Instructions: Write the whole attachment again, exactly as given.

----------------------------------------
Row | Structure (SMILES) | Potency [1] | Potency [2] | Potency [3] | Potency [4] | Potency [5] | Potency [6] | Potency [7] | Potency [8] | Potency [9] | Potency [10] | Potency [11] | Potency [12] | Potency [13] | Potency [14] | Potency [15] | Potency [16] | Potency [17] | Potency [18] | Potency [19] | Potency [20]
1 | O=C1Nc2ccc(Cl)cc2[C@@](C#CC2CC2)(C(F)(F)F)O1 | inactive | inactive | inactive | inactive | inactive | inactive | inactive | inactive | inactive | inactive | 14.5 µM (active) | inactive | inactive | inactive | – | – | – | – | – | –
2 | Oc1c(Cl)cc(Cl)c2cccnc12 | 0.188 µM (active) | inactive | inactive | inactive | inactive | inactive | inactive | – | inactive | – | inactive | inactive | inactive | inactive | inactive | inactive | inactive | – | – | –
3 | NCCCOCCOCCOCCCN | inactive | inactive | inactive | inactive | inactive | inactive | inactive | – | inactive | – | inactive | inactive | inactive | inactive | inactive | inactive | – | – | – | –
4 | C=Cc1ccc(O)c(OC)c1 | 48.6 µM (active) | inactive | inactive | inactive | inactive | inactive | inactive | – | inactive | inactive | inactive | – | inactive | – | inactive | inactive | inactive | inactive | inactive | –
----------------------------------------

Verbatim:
Row | Structure (SMILES) | Potency [1] | Potency [2] | Potency [3] | Potency [4] | Potency [5] | Potency [6] | Potency [7] | Potency [8] | Potency [9] | Potency [10] | Potency [11] | Potency [12] | Potency [13] | Potency [14] | Potency [15] | Potency [16] | Potency [17] | Potency [18] | Potency [19] | Potency [20]
1 | O=C1Nc2ccc(Cl)cc2[C@@](C#CC2CC2)(C(F)(F)F)O1 | inactive | inactive | inactive | inactive | inactive | inactive | inactive | inactive | inactive | inactive | 14.5 µM (active) | inactive | inactive | inactive | – | – | – | – | – | –
2 | Oc1c(Cl)cc(Cl)c2cccnc12 | 0.188 µM (active) | inactive | inactive | inactive | inactive | inactive | inactive | – | inactive | – | inactive | inactive | inactive | inactive | inactive | inactive | inactive | – | – | –
3 | NCCCOCCOCCOCCCN | inactive | inactive | inactive | inactive | inactive | inactive | inactive | – | inactive | – | inactive | inactive | inactive | inactive | inactive | inactive | – | – | – | –
4 | C=Cc1ccc(O)c(OC)c1 | 48.6 µM (active) | inactive | inactive | inactive | inactive | inactive | inactive | – | inactive | inactive | inactive | – | inactive | – | inactive | inactive | inactive | inactive | inactive | –